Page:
Using GZip compression for large text values in Redis

Store and retrieve larger text values with Redis in .NET

Using REDIS for caching values for increasing application performance can be quite beneficial and can increase performance and scalability of your application.

Although REDIS allows quite large text files, up to 512MB which is something you most likely will not reach if you are storing for example JOSN data, there will be a significant network transfer over the wire for putting and pulling this value in and out.

You can always switch to a different format of the data you store like protobuf or Hadoop Avro which will reduce the size of the data, but the simplest one to use GZip compression which is already included in .NET framework in System.IO.Compression namespace.

The following is a helper class for using GZip to compress and decompress string values out of the box:

    public static class GZipHelper
    {
        private static void CopyTo(Stream sourceStream, Stream destinationStream)
        {
            byte[] bytes = new byte[4096];

            int cnt;

            while ((cnt = sourceStream.Read(bytes, 0, bytes.Length)) != 0)
            {
                destinationStream.Write(bytes, 0, cnt);
            }
        }

        public static byte[] Zip(String stringValue)
        {
            var bytes = Encoding.UTF8.GetBytes(stringValue);

            using (var inputStream = new MemoryStream(bytes))
            {
                using (var outputStream = new MemoryStream())
                {
                    using (var gzipStream = new GZipStream(outputStream, CompressionMode.Compress))
                    {
                        CopyTo(inputStream, gzipStream);
                    }

                    return outputStream.ToArray();
                }
            }
        }

        public static String Unzip(byte[] bytes)
        {
            using (var inputStream = new MemoryStream(bytes))
            {
                using (var outputStream = new MemoryStream())
                {
                    using (var gzipStream = new GZipStream(inputStream, CompressionMode.Decompress))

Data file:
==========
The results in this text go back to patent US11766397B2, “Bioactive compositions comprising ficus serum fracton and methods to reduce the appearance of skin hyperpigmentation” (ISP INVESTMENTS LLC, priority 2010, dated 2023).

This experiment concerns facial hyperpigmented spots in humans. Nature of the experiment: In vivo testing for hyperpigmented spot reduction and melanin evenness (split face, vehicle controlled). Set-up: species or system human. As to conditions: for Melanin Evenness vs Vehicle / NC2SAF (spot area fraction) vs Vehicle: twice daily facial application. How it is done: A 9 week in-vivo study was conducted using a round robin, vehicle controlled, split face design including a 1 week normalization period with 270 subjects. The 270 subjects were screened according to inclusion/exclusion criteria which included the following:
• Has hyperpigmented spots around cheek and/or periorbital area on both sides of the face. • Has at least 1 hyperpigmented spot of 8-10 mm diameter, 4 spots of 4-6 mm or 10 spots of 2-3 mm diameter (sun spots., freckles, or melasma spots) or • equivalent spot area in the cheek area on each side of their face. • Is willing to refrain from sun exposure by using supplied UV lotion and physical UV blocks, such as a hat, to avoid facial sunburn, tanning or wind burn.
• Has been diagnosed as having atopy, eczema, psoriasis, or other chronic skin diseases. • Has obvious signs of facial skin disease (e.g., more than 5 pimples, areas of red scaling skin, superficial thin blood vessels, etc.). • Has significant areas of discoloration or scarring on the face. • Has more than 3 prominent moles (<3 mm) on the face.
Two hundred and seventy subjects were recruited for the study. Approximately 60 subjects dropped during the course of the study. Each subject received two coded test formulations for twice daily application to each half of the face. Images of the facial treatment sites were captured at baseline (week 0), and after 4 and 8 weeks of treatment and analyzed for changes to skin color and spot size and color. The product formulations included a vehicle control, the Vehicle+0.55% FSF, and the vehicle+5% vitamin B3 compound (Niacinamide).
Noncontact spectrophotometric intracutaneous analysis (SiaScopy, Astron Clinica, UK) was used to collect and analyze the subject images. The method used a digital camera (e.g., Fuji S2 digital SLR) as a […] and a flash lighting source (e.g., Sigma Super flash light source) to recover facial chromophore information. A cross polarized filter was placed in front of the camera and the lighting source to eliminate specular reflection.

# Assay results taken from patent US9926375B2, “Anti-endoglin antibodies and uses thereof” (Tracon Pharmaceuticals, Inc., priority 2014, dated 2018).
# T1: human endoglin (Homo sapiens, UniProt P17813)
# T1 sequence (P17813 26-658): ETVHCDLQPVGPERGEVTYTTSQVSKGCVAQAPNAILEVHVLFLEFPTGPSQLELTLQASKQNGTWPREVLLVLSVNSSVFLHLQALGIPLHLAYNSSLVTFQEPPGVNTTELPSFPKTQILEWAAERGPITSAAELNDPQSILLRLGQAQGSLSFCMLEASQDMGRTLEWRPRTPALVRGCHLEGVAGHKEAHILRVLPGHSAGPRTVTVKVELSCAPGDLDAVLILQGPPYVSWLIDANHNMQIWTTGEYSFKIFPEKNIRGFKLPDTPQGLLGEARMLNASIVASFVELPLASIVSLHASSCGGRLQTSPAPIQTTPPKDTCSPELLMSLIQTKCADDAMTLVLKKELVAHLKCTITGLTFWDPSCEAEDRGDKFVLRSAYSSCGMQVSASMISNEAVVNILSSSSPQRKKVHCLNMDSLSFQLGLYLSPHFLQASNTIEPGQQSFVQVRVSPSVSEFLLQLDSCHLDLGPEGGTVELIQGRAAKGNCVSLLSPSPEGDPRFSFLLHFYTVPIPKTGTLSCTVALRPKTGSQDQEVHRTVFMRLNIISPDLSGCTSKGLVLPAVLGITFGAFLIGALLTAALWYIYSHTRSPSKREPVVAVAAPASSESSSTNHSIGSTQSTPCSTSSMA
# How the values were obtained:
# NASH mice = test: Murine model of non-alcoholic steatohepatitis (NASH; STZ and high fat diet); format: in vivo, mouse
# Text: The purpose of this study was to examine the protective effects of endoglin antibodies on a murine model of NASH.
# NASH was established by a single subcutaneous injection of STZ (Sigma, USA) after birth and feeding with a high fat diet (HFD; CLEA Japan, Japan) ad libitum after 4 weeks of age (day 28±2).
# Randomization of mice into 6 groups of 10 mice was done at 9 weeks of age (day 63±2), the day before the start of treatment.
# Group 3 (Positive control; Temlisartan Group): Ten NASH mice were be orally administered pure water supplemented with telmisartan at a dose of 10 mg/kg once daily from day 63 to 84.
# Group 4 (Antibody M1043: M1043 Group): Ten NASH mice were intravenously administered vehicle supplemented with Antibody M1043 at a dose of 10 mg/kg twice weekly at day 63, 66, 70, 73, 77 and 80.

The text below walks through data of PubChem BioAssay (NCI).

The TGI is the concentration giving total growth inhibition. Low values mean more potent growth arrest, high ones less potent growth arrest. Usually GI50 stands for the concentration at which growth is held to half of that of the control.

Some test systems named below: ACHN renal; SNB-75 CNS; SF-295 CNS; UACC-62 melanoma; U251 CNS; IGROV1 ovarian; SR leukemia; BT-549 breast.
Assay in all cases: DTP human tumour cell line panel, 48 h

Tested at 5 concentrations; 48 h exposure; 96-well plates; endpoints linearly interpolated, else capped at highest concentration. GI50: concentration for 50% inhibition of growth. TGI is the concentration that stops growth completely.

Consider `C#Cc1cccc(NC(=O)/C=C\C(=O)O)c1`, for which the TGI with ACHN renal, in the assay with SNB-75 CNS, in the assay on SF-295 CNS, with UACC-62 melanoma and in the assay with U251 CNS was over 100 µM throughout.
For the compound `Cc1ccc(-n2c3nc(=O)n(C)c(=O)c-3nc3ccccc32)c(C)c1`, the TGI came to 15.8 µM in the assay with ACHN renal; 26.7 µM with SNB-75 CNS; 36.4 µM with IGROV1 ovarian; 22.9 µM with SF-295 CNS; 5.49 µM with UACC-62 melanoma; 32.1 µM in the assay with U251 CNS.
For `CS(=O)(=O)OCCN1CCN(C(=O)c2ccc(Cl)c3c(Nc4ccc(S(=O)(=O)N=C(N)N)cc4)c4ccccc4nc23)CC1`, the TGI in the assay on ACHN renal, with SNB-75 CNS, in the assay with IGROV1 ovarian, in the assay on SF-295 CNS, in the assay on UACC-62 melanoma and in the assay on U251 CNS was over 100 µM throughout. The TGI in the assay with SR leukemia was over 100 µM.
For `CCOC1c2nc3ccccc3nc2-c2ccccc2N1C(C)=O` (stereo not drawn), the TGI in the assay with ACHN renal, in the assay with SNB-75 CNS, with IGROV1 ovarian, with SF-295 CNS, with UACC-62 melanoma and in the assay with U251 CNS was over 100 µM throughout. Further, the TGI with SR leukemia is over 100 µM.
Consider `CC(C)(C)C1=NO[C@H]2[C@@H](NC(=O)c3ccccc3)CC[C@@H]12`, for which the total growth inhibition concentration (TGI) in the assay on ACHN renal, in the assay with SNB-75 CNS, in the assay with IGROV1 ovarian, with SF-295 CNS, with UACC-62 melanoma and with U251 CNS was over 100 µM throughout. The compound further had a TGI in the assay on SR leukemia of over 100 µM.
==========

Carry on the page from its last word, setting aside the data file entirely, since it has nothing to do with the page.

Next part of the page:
{
                        CopyTo(gzipStream, outputStream);
                    }

                    return Encoding.UTF8.GetString(outputStream.ToArray());
                }
            }
        }
    }

    

The part left apart from compression and decompression is storing values to REDIS.

Since Microsoft is recommending StackExchange.Redis nuGet package, we will be using this package for REDIS operations of storing and retrieving compressed value. Full guide for storing and retrieving values with REDIS you can find in this Microsoft's article https://docs.microsoft.com/en-us/azure/redis-cache/cache-dotnet-how-to-use-azure-redis-cache.

Note

In case of storing and pulling larger data from REDIS using StackExchange.Redis make sure you configure higher value for connectTimeout parameter in connection string. Complete configuration parametes list can be found here https://stackexchange.github.io/StackExchange.Redis/Configuration.html

The sample in the ling above describes simple text store and retrieve operations. The thing is we cannot store byte array generated with our GZip helper class as a simple text to REDIS.

Instead of using StringSet method we have to store compressed bytes as a HashSet in REDIS. For this, we are going to use a bit different approach.

First thing is connection setup as recommended on Microsoft Docs page. We are going to use single shared connection with Lazy constructor:

        private static Lazy<ConnectionMultiplexer> lazyConnection = new Lazy<ConnectionMultiplexer>(() =>